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Advocates Want Seamless Medicaid to Medicare Transition

By Melissa Attias, CQ Roll Call

January 14, 2013 -- Individuals who get health insurance because of the overhaul law could see coverage gaps and unnecessary costs as they transition to Medicare if state and federal officials don't make proper preparations, according to a recent report from the Medicare Rights Center.

The report emphasizes the importance of developing "a thoughtful and comprehensive plan" that provides consumers with seamless coverage as the transition occurs, and it lays out recommendations to accomplish that goal. The health care law (PL 111-148, PL 111-152) creates brand-new transitions to Medicare, beginning in 2014, as individuals who obtain coverage because of the overhaul become eligible for the program, the authors note.

"Measures will be needed to help ensure seamless transitions into Medicare," Joe Baker, president of the Medicare Rights Center and a primary author of the report, said in a news release. "By taking these steps now, state and federal governments can help ensure that people who become eligible for Medicare are protected from gaps in coverage and unnecessary out-of-pocket costs that could put their health and economic security at risk."

The report advises states and the federal government to focus on three groups of people: those who receive coverage under the law's Medicaid expansion who cannot continue that coverage once they're eligible for Medicare, but may be eligible for other government subsidies; those who get Medicaid coverage as a result of the expansion who may still be able to remain in Medicaid once they join Medicare; and those who have private insurance coverage through the health care law's exchanges, some of whom may be getting federal subsidies to help pay their premiums.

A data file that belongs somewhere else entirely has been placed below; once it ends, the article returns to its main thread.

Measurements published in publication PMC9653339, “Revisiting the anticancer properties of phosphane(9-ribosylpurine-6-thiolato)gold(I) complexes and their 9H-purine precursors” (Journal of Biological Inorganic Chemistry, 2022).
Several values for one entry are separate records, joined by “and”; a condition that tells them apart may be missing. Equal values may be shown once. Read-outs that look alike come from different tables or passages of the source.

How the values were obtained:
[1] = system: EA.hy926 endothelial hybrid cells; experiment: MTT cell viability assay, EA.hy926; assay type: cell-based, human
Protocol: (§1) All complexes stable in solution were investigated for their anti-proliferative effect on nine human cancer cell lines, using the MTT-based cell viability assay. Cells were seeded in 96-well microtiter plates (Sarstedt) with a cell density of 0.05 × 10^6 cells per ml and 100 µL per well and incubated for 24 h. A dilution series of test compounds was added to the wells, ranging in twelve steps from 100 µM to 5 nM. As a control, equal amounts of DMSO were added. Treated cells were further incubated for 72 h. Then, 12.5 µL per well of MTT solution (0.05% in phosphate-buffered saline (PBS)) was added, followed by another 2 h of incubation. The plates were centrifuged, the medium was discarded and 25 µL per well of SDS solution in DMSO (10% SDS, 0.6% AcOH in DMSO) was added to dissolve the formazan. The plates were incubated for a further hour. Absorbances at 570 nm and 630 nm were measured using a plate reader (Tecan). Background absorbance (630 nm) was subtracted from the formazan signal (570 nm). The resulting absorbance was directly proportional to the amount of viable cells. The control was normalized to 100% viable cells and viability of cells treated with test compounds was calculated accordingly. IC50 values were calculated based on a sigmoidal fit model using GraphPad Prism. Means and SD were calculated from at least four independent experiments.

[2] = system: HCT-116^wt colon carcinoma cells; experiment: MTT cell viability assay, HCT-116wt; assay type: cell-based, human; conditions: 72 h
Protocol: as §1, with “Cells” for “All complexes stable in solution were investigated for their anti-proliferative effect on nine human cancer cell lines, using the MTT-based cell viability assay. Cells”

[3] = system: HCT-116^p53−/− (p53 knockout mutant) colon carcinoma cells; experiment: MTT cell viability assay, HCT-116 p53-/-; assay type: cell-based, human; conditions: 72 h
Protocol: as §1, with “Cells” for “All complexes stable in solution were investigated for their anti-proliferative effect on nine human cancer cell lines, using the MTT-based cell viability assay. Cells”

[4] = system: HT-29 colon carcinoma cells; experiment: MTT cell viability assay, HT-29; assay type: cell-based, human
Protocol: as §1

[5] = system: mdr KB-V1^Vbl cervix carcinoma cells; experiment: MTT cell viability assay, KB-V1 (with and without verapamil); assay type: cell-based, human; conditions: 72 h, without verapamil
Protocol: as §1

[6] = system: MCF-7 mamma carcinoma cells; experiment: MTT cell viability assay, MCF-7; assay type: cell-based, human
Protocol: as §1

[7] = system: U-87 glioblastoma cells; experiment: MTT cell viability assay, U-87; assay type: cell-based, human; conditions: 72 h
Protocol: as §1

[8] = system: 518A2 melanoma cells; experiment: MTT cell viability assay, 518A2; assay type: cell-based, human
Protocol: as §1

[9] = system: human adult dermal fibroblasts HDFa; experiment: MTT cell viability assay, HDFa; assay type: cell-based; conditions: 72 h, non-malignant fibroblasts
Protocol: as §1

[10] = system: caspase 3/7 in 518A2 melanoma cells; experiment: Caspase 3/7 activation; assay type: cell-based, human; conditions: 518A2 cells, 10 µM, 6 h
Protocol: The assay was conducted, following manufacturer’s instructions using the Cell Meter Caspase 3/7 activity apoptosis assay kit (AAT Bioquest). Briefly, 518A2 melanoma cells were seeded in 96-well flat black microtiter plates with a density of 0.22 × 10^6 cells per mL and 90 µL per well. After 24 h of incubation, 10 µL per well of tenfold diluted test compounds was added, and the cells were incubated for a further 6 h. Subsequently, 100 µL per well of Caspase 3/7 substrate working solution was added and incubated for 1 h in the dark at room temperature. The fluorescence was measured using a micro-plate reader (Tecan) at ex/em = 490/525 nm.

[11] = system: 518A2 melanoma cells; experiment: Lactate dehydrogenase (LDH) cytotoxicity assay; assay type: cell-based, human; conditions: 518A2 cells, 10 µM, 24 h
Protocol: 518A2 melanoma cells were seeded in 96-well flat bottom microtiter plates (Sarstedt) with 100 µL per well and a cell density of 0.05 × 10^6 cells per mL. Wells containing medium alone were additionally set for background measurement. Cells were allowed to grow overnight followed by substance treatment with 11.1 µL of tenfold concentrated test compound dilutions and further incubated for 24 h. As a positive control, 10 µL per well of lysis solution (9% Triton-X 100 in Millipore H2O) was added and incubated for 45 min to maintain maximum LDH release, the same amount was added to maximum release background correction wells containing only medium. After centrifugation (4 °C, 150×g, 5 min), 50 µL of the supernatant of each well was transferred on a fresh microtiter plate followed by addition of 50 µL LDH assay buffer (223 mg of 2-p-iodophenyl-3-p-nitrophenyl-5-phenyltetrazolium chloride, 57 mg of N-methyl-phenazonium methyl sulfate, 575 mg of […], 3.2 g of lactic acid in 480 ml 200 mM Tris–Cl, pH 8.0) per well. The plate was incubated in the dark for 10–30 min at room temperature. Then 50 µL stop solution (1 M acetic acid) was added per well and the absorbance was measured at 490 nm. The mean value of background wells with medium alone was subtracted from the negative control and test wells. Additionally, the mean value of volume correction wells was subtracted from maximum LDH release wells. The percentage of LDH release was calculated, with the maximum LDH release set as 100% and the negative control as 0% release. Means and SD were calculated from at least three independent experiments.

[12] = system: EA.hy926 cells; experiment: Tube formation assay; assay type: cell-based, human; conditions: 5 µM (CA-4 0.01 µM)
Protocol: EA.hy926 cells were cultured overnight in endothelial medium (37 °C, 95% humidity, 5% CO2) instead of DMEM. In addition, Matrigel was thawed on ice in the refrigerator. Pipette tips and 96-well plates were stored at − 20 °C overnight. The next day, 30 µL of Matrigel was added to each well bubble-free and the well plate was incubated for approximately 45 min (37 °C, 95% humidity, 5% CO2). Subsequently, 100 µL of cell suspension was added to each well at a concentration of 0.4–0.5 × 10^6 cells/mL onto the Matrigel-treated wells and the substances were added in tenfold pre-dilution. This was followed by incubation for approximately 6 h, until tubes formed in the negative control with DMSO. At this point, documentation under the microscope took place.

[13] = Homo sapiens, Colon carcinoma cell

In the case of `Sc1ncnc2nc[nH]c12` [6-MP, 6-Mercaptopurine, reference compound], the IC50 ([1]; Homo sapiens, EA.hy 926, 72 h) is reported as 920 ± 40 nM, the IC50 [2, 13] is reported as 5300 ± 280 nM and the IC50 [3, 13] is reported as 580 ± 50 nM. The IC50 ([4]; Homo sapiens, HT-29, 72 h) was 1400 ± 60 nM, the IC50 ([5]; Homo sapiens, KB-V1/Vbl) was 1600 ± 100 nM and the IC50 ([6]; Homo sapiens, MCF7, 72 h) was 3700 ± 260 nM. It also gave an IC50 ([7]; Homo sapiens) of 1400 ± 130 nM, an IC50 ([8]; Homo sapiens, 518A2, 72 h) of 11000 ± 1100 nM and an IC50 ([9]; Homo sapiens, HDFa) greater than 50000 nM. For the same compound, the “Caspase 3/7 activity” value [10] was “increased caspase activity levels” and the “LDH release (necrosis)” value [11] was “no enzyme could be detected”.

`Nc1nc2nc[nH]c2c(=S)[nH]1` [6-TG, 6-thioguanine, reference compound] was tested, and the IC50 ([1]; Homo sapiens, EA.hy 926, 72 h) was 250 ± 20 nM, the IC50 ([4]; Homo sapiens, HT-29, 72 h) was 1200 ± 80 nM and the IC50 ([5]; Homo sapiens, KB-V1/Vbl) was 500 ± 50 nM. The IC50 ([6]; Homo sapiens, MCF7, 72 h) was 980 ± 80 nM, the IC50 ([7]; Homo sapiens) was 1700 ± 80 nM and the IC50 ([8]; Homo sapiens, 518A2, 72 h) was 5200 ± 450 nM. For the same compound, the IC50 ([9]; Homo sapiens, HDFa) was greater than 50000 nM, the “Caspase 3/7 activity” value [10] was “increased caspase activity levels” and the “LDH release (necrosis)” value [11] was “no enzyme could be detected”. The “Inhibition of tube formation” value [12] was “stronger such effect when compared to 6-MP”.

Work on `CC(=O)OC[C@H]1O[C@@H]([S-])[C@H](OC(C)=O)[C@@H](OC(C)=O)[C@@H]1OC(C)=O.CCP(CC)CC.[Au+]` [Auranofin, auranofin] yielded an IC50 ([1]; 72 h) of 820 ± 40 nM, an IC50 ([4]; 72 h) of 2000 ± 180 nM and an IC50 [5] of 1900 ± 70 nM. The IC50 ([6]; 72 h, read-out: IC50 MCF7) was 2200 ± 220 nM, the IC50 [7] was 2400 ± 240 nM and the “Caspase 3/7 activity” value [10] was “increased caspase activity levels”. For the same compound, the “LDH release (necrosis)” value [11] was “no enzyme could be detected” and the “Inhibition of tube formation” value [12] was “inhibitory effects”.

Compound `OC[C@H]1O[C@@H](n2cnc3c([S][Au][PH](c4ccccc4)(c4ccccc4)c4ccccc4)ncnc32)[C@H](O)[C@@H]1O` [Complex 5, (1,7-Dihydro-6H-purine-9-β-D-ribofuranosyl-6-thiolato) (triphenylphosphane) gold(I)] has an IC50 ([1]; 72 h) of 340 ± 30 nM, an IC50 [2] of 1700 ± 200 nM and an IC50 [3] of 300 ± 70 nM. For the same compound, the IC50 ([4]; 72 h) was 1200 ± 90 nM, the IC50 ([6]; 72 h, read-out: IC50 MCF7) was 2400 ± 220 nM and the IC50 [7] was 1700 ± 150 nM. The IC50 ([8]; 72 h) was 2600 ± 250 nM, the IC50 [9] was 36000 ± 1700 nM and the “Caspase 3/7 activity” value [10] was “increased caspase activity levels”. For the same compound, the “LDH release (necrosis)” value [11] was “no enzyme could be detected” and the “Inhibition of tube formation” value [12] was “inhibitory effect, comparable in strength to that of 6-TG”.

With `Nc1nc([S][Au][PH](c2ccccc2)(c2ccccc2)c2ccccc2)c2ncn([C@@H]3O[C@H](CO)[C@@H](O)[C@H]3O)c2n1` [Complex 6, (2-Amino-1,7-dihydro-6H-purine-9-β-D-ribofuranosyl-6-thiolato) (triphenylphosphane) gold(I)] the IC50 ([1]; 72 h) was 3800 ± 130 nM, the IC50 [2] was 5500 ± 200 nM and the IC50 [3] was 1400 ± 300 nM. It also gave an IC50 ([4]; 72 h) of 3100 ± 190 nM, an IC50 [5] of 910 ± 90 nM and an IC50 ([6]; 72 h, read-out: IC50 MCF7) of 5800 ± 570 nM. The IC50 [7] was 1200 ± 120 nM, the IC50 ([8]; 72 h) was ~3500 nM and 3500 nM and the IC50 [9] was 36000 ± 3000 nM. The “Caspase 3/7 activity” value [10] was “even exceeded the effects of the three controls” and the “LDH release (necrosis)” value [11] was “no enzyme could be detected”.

Under the 2010 overhaul, states can extend their Medicaid programs to individuals under age 65 with annual incomes up to 138 percent of the federal poverty line with an enhanced federal match.

The authors call on states and the federal government to examine how the eligibility requirements and enrollment systems for Medicare line up with the new procedures set up under the overhaul for those without Medicare coverage. The law establishes "a streamlined and mostly automated eligibility determination and enrollment process" for plans offered through the exchanges and Medicaid, they write, but those eligibility provisions do not apply to Medicare.

The report suggests building on provisions in the health care law and other programs in order to help provide seamless transitions to Medicare. It recommends lining up and simplifying financial eligibility requirements, as well as application and renewal rules, and using electronic data-sharing. It also proposes updating the eligibility and enrollment systems for the entire Medicaid program and using outreach and education to provide clear and timely information about benefits and the enrollment process.

"To ensure a smooth transition to Medicare, federal and state policymakers must examine the potential pitfalls, complications and disruptions involved in that transition and must implement the solutions recommended above or propose other solutions that will help these individuals, especially those with limited incomes, maintain seamless, comprehensive and affordable coverage," the report says.

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